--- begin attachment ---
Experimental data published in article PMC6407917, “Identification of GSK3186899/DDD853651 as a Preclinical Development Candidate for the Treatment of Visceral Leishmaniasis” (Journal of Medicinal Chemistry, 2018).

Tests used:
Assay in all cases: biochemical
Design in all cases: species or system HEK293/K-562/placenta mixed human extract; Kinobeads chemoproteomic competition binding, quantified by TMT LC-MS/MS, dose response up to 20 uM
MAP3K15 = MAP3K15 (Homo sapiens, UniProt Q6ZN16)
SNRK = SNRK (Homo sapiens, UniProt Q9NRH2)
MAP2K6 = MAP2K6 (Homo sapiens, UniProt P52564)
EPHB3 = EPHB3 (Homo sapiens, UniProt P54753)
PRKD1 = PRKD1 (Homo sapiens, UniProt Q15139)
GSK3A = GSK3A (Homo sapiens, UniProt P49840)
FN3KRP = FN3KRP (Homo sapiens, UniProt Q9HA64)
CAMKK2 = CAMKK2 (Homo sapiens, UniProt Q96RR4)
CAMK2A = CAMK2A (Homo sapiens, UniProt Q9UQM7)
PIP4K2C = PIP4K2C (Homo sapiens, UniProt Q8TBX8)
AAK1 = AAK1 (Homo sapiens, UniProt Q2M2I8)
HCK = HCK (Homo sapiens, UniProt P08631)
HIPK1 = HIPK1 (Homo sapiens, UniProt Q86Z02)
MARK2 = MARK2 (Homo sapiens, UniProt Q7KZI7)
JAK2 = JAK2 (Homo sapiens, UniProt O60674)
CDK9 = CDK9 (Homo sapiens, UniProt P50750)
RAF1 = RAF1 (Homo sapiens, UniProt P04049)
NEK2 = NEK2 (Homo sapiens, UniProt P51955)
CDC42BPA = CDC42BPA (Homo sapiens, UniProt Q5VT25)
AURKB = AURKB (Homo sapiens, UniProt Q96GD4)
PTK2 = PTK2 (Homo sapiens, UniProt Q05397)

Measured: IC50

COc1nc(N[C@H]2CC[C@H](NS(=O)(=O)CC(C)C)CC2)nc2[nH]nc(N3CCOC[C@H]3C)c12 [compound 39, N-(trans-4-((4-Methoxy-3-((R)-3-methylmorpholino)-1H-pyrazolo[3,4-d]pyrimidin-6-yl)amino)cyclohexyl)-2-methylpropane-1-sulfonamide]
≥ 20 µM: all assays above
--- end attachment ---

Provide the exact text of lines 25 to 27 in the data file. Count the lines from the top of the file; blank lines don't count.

PTK2 = PTK2 (Homo sapiens, UniProt Q05397)

Measured: IC50

COc1nc(N[C@H]2CC[C@H](NS(=O)(=O)CC(C)C)CC2)nc2[nH]nc(N3CCOC[C@H]3C)c12 [compound 39, N-(trans-4-((4-Methoxy-3-((R)-3-methylmorpholino)-1H-pyrazolo[3,4-d]pyrimidin-6-yl)amino)cyclohexyl)-2-methylpropane-1-sulfonamide]